But Saunders is not buying the argument that park owners are solely to blame. Government shares the responsibility, he says.
“You’ve got this whole paternalism of government and people who don’t think people should live in substandard housing,” he says. But officials do little to offer real alternatives and take slumlords to task.
“They don’t do the code enforcement that they should because it takes time and resources and they’ve got to file lawsuits, and they don’t have the stomach for it,” he says. “If the city really wanted to crack down on substandard housing, they would.”
Most mobile home parks in the city limits were originally built on unincorporated Pima County land that has since been annexed. And lots of older parks have been grandfathered in as “non-confirming use” sites, allowing them to stay put as modern zoning evolved around them. That makes it tough to spot violations without researching which rules the park must follow.
More than one-third of Tucson’s trailers were built before a 1976 federal law established building and safety standards for mobile home construction, a 2001 survey of local mobile home residents found.
“Some people try to stretch them out as far as they can,” says Williams, of Tucson’s code enforcement division. “There is no state or city code that says a trailer can only be lived in for so long.”
In the Northwest Fire District, lots of parks were built without input from fire departments, but modern parks have to ensure fire-truck access throughout the park and a water supply, says Capt. Adam Goldberg, spokesman for Northwest Fire. As many as 20 older parks in his district don’t have fire hydrants.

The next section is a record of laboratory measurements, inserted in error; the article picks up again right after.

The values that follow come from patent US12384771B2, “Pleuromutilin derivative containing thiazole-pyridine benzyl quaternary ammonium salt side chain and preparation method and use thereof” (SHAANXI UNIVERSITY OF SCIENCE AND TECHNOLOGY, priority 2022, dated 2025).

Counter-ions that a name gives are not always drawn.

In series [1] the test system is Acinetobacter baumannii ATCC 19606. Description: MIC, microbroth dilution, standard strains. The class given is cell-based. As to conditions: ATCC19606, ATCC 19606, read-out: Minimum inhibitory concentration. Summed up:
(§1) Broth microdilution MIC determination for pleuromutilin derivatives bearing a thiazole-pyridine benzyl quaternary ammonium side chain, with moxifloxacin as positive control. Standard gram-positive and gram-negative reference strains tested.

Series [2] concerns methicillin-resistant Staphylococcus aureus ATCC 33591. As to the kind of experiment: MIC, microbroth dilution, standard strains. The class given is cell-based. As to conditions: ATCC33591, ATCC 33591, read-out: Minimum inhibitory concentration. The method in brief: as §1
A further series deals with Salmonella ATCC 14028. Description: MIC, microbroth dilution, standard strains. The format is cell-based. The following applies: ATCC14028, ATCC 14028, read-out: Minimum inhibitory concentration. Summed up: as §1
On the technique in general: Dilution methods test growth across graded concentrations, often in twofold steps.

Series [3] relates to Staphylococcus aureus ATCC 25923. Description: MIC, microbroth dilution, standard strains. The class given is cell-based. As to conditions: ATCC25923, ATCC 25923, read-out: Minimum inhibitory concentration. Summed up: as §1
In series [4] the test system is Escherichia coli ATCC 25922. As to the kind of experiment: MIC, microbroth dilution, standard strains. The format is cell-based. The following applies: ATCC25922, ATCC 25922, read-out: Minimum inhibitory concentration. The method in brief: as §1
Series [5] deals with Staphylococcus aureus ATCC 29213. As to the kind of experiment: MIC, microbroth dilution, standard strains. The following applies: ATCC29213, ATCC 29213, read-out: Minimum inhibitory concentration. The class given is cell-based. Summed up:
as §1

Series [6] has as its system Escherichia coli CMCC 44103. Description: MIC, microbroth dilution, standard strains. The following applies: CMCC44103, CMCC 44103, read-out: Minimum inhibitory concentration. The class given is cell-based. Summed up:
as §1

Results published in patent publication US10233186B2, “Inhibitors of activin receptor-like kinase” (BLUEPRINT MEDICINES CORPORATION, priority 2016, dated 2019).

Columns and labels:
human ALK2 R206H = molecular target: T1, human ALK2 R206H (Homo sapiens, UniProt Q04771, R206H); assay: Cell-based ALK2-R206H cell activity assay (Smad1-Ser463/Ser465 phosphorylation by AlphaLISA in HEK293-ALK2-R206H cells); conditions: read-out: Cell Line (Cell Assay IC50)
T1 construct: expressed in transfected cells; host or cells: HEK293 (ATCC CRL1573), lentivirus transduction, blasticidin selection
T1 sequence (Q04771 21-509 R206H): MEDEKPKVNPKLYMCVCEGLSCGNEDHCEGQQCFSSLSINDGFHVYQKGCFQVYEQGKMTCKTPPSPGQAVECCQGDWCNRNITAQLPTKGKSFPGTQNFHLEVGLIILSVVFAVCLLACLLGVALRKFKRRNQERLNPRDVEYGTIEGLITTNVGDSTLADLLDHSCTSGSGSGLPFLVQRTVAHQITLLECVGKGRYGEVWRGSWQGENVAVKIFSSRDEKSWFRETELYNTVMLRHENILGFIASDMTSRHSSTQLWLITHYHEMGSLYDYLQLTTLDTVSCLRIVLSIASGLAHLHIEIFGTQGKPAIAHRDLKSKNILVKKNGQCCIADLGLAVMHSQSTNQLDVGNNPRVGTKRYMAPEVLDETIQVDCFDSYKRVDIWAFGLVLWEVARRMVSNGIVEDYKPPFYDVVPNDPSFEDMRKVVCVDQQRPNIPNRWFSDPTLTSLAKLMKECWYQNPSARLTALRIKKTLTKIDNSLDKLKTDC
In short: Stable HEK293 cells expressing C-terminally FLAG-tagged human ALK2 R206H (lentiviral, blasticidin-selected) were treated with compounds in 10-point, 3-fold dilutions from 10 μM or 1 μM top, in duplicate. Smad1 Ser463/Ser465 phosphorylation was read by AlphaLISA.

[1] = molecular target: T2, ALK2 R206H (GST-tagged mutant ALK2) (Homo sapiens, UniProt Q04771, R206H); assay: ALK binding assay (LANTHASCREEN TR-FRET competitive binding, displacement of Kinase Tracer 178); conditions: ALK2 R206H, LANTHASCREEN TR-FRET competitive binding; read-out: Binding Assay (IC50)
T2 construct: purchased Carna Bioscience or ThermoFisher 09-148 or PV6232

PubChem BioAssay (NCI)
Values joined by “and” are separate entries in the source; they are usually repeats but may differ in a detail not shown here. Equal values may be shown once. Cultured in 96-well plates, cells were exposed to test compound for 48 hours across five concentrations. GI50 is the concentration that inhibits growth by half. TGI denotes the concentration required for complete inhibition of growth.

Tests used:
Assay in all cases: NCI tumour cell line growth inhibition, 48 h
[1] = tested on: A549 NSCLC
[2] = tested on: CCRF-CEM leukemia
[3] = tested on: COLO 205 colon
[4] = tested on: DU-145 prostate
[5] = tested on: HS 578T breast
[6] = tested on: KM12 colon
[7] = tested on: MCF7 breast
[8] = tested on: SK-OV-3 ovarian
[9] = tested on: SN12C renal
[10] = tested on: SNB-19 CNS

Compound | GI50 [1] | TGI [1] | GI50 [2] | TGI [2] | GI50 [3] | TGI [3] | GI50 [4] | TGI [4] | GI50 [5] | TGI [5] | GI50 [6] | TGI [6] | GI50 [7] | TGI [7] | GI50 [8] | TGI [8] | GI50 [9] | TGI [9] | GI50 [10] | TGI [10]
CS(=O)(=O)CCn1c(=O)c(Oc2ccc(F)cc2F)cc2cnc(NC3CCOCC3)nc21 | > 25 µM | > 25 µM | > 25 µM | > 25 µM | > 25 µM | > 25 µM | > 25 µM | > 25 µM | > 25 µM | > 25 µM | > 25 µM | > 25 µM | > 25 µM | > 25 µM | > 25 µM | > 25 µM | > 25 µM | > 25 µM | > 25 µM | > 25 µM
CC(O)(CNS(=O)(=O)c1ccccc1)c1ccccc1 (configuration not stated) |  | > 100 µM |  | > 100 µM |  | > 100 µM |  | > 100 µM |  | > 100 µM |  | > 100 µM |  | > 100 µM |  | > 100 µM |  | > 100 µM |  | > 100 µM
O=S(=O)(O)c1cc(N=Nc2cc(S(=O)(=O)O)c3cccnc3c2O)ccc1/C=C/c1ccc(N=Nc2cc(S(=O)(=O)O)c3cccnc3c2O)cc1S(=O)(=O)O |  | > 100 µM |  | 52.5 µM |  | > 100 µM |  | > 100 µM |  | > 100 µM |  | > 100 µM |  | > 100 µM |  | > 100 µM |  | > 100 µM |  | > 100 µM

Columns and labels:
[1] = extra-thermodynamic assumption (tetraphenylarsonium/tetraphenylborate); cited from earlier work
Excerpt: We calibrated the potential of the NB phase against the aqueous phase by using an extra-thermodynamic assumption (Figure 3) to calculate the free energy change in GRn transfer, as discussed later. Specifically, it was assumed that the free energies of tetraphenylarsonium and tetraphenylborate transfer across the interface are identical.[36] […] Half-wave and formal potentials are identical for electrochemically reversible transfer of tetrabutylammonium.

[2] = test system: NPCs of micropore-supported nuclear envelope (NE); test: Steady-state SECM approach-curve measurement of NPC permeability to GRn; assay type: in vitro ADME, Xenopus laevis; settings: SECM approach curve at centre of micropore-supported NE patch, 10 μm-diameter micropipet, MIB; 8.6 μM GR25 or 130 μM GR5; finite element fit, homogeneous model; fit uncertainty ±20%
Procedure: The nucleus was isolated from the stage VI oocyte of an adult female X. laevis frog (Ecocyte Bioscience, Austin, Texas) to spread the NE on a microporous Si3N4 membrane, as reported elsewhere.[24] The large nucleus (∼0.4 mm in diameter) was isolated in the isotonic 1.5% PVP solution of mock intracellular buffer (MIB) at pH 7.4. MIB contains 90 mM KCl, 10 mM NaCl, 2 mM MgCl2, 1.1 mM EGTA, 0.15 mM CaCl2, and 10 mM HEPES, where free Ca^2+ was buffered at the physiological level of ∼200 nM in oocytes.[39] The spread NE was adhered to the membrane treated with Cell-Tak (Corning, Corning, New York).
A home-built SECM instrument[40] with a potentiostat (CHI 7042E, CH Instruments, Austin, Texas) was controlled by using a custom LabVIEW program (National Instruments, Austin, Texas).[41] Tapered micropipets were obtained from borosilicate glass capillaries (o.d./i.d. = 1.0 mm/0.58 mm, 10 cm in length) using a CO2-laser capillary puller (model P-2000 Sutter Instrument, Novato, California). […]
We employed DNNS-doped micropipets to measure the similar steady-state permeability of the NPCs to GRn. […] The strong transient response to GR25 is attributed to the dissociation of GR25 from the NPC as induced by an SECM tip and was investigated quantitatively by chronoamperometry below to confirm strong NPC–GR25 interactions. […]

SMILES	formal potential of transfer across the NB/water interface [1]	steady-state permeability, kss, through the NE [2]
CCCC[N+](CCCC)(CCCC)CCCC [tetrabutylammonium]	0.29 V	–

“How do you have a 250-trailer mobile home park and have no fire hydrants?” he asks.
The fire district requests federal Community Development Block Grant money each year to add hydrants at trailer parks, and for the past seven years has been adding about two a year, at a cost of $10,000 each.
“We’re basically trying to play catch up,” he says.
Mobile home fires are more likely to be fatal because flames races through the structures, Goldberg says. Some pre-1976 models have aluminum, instead of copper, wiring that becomes hot with use and they lack smoke detectors.
The Tucson Fire Department responded to 46 mobile home fires between April 1, 2013, and April 1, 2014. Northwest Fire was dispatched to 50 mobile-home fires in 2013, including smoking or flaming electrical outlets.